Cut Pothos These Ways for 100% Propagation

Follow our 8 useful tips and cut pothos these ways for 100% propagation and have as many plants you want!

Mastering the art of propagating Pothos the right way is essential if you want to have more copies of this low maintenance houseplant. You don’t have to do much–just follow our 8 tips when growing pothos from cuttings!

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Cut Pothos These Ways for 100% Propagation

#1. Cut Below the Node

Nodes are key to successful propagation as they contain the necessary cells for root and shoot development. When selecting a healthy cutting for propagation, select the stems with a leaf node and remove the lower leaves to increase your chances of success.

Just to clarify, the node is a slight swelling or bump where a leaf or bud emerges from the stem, as you can see in the above picture.

You may ask where to cut Pothos? Make a clean cut just below a node, ideally at a 45-degree angle, to promote water absorption and reduce the risk of rot.

#2. Take Cuttings from Top Tip

Cut Pothos Tip for Propagation

Look for a branch that is actively growing and trim the cuttings from top tips to encourage faster root formation. This method is effective and give quick results because it utilizes the plant’s concentrated growth hormones found in the tips.

#3. Cut the Right Size

Cut the Right Size

The ideal size for Pothos cuttings is 4 to 6 inches long, which is crucial for successful propagation for several reasons:

First, a cutting of this size provides an adequate amount of stem material to support the development of new roots.
Second, a cutting within this size range will also ensure that there are at least one or two nodes present for root initiation.

Whereas, if you take a very long cutting, it’ll waste its energy keeping itself green rather than focusing on developing new roots.

#4. Heal the Cuttings

When you cut a Pothos branch to propagate it, the exposed end is vulnerable to moisture, which could lead to rot and hinder root growth. That’s where callusing comes in! By allowing the cut end to dry in air for 2-4 hours, you’re giving it time to form a protective layer.

This layer acts as a shield, sealing off the cut end and reducing the risk of water entering and causing damage. But wait, there’s more! It also stimulates root growth by encouraging the plant to focus its energy on producing roots.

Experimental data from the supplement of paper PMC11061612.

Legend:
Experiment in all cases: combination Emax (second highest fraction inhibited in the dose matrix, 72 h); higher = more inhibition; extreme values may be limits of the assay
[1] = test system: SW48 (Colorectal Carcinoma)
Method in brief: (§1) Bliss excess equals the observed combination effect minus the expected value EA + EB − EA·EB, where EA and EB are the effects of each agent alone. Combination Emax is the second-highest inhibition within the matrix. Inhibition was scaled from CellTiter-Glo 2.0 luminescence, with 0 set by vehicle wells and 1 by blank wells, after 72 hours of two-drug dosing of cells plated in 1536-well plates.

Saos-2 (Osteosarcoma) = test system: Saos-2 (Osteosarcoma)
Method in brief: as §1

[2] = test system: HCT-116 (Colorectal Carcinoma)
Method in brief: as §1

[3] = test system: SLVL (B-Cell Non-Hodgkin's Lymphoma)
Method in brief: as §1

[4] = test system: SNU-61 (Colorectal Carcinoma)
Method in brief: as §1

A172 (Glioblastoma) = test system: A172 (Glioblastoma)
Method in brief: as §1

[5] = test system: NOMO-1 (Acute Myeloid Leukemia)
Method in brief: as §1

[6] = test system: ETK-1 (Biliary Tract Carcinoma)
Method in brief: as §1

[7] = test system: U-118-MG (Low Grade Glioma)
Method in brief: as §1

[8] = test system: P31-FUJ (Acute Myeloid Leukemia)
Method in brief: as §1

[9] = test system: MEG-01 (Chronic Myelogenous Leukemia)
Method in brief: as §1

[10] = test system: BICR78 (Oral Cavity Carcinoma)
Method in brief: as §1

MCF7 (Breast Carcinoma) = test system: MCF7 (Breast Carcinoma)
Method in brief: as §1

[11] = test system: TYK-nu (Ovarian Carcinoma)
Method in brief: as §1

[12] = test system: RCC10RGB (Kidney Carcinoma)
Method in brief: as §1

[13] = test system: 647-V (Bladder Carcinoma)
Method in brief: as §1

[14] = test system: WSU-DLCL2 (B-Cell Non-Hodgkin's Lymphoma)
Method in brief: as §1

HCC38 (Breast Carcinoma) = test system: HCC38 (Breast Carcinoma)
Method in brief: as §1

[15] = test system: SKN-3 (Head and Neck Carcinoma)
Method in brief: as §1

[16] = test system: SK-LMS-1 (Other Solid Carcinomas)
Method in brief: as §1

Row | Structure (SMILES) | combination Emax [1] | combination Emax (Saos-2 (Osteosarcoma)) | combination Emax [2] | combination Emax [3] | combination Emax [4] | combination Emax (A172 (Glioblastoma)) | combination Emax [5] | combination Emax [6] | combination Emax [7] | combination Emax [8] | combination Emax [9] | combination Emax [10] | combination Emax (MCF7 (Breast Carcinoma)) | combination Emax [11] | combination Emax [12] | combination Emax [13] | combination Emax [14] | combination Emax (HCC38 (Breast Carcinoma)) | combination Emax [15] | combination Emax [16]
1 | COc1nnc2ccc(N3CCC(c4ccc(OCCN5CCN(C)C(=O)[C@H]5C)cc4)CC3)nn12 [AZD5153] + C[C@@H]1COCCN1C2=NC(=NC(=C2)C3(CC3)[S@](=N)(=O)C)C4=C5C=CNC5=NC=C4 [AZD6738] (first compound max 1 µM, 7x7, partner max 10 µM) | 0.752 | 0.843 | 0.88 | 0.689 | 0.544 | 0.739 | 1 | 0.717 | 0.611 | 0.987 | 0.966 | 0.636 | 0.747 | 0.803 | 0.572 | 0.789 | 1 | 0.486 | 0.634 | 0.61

#5. Use Rooting Hormone and Fungicide

When growing pothos from cuttings, you can incorporate the use of rooting hormone and fungicide into your propagation process. Rooting hormone stimulates root growth and will increase the likelihood of successful propagation. Simply dip the cut end of the Pothos cutting into it before planting it in the soil.

Apart from commercial ones, you can also use honey, aspirin tablet or aloe vera gel as a homemade rooting hormone. For fungicide, dust your cuttings with cinnamon powder prior to planting.

Adding a fungicide to the soil can work as a preventive measure, it’ll eliminate the chances of fungal infections that may lead to root rot, especially in high-humidity environments.

#6. No Fertilizer Rich Soil for Propagation

When growing Pothos from cuttings or, say, any plant, avoid planting them in a rich growing medium or anything with pre-added fertilizer. Why, you ask? Well, here’s the scoop: freshly propagated or the ones that you are about to use for propagation are in a delicate transition state and focus their energy on establishing roots rather than supporting foliage growth.

The best growing medium to propagate your pothos cuttings can be a seed starting mix, or perlite, vermiculite, coarse sand, coconut coir, or a mix of peat moss and perlite.

If these are exposed to nutrient-rich soil, it can burn and overwhelm the young roots and disrupt this crucial process. By allowing the cuttings to root in well-draining and poor soil, you’re allowing them to adapt and develop a healthy root system without the risk of nutrient imbalance or fertilizer burn.

#7. Give Your Cuttings a Greenhouse Touch

How about making your propagation experiment more serious by keeping the cuttings in a storage box, plastic dome, cloche, big terrarium, or mini greenhouse?

This will help you mimic the ideal conditions for root development and encourage faster growth. The trapped humidity will also prevent the cuttings from drying out. It’s recommended to keep the cuttings in this greenhouse-like environment for about 2 to 4 weeks or until you start to see significant root development.

#8. Ideal Timing

The perfect time to propagate your Pothos is when there is no extreme heat or cold. If you take care of this, you can plant it any time of the year.

If you live in a tropical or arid climate, you can propagate it throughout the year, apart from peak summer.

However, in colder regions, spring and summer months are best, which span from March to July and probably August. This is the ideal time because, during this period, Pothos experiences peak growth, which makes it more conducive to root formation.

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